Interview Charles Stross
Charles Stross était l’invité du site Reddit hier. La conversation avec les internautes peut être retrouvée en ligne.
|What are your views about people pirating your books ?
Back before the internet we had a name for people who bought a single copy of our books and lent them to all their friends without charging : we called them "librarians".
And the dirty little secret of publishing is that, all along, each book sold has had an average of 5 readers. That’s an 80% "piracy" rate if you insist on looking at it in those terms.
Frankly, I couldn’t care less about you loaning a copy of one of my books, on paper, to a friend. In fact, I think it’s a good idea. Spreads the word, right ?
The problem with ebook filesharing is simply one of scale. But I think the "piracy" problem is massively over-rated.
What I do have a problem with is people who sell my work for financial gain without paying me a cut of the proceeds. If money is passing hands, then the customer feels that they’ve paid for the right to read the work. But if they haven’t paid me (or my publishers), then that’s siphoning money out of my income stream.
Back in the pre-internet age there were pirate publishers, especially in the third world, who would print physical copies of books, sell them, and never inform the author/their agent/their publisher — just trousering the money. I think we can agree that this was piracy ?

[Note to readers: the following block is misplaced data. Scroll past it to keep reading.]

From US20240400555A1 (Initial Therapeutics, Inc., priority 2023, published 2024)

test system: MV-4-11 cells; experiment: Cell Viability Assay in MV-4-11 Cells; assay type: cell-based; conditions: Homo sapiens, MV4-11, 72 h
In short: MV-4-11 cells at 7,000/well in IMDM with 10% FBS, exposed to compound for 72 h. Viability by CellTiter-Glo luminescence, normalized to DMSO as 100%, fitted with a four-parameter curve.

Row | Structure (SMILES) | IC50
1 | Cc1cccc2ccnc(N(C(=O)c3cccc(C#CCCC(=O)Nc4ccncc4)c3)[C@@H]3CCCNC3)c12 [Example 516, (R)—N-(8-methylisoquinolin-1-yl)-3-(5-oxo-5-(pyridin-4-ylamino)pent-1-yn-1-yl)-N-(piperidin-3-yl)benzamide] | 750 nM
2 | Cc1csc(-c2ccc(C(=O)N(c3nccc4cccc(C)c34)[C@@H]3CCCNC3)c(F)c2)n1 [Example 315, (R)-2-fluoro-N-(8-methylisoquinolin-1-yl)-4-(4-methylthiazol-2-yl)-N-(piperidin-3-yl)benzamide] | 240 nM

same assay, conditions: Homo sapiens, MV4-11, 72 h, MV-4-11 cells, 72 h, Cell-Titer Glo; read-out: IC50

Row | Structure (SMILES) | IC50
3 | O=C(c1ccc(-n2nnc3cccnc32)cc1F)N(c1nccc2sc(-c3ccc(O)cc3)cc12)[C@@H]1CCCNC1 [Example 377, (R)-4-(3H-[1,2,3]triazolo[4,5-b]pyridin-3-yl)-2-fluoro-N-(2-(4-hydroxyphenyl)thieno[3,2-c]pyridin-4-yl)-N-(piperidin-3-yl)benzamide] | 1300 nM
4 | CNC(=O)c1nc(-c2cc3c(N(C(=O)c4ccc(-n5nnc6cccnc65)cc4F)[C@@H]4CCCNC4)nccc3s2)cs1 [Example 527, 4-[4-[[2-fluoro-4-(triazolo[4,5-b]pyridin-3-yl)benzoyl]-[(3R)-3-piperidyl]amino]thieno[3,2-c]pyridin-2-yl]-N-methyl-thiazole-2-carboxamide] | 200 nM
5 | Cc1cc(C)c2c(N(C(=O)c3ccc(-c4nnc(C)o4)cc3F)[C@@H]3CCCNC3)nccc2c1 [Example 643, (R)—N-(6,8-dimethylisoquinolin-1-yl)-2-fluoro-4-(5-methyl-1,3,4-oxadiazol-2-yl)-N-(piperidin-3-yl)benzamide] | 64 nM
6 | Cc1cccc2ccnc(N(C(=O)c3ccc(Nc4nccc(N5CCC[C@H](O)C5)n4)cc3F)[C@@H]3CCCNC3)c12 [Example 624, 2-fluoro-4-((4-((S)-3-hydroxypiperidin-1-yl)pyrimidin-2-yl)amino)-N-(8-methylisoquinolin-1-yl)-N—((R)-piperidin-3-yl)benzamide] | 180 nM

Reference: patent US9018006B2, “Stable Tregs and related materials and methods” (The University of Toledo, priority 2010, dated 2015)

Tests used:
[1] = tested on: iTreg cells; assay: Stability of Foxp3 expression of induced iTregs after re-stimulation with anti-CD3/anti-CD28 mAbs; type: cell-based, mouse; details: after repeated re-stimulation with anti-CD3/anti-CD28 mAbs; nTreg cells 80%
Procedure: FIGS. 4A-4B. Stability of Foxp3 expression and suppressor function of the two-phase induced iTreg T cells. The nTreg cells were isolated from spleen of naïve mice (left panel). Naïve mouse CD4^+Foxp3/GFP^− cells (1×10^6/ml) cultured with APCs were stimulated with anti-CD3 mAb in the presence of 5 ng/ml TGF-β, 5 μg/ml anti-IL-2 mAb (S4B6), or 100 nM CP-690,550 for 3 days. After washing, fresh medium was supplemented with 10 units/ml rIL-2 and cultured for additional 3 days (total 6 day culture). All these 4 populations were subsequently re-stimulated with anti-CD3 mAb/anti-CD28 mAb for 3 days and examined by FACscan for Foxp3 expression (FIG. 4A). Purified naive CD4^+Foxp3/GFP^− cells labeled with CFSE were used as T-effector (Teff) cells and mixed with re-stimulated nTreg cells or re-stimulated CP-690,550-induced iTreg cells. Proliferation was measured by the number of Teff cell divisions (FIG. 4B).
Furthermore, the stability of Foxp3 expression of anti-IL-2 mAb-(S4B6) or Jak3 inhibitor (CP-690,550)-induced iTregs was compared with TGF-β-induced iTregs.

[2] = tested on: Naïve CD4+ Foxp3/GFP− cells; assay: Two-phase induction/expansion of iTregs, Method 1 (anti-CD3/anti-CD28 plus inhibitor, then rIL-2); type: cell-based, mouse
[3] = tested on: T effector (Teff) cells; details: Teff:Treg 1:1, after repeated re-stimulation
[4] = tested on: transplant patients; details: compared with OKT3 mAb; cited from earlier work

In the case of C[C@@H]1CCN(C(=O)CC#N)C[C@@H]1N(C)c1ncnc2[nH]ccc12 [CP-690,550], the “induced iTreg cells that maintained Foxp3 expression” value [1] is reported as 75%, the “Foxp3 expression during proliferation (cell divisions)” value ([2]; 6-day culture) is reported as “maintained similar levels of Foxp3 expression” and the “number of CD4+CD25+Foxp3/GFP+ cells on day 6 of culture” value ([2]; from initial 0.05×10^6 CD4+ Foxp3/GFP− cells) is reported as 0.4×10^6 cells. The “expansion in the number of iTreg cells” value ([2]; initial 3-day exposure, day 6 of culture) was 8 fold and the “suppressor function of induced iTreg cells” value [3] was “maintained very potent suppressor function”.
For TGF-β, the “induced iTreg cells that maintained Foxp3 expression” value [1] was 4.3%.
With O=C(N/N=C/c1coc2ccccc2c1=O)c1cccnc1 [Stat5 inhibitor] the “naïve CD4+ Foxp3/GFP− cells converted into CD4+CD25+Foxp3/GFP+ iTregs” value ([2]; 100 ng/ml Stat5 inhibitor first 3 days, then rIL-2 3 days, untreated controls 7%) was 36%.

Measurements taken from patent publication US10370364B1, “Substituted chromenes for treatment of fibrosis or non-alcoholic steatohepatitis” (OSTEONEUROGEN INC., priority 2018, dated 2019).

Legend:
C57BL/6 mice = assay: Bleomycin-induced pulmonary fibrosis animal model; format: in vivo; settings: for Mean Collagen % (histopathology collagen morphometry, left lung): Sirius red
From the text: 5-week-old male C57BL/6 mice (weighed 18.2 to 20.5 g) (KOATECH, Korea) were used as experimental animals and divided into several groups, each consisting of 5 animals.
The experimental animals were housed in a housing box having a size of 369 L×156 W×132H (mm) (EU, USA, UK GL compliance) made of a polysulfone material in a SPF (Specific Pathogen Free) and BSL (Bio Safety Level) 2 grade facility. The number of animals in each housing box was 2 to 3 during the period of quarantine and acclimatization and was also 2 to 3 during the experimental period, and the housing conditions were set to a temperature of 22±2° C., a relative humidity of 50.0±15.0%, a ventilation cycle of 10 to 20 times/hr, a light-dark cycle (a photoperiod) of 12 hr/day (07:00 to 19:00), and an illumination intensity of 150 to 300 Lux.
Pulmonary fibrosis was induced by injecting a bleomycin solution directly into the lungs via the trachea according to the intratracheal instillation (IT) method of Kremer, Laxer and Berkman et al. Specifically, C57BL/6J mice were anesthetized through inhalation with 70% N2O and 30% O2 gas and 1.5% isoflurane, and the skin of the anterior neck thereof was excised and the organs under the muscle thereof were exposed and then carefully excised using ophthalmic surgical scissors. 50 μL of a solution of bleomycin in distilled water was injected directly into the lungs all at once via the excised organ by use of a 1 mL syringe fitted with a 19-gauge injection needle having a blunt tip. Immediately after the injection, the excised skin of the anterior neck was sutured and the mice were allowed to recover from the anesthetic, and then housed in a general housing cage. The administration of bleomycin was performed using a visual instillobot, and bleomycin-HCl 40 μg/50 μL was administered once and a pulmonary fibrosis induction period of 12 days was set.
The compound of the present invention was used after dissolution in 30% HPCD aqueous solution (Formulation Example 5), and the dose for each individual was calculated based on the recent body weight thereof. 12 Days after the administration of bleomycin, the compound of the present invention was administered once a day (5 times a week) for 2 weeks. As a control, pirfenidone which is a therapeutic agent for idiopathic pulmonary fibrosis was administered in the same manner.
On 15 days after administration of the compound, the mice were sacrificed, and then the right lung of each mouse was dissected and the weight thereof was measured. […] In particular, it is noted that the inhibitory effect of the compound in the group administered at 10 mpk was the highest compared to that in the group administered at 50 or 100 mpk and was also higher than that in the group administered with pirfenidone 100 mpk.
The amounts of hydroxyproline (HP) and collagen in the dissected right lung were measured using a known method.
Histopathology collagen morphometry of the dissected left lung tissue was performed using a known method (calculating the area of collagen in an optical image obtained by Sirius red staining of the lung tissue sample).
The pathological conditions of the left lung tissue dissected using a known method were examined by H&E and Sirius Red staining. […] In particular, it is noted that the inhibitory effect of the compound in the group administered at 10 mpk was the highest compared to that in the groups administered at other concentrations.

Today, we see some "file sharing" sites that rely on fans uploading cracked copies of ebooks, and which then make money off those books by charging for downloads (via cash subscriptions or advertising). Again : I take a dim view of this. They’re making money off the back of my work without paying me.
What I really think is that our current model of copyright is fundamentally broken.
We badly need to replace it with a different system for remunerating creators, which gets it the hell out of the face of the public (who were never aware of it to begin with in the pre-internet dead tree era). Unfortunately, the current copyright model is enshrined in international trade treaty law, making it almost impossible to work around.
[Edit/afterthought] More often than not, piracy is a symptom of an under-provisioned market. People want to buy mp3s but can’t ? Piracy ensues. Then Apple strong-arms the music studios into the iTunes store and music piracy drops somewhat. The same, I believe, is also happening with ebooks.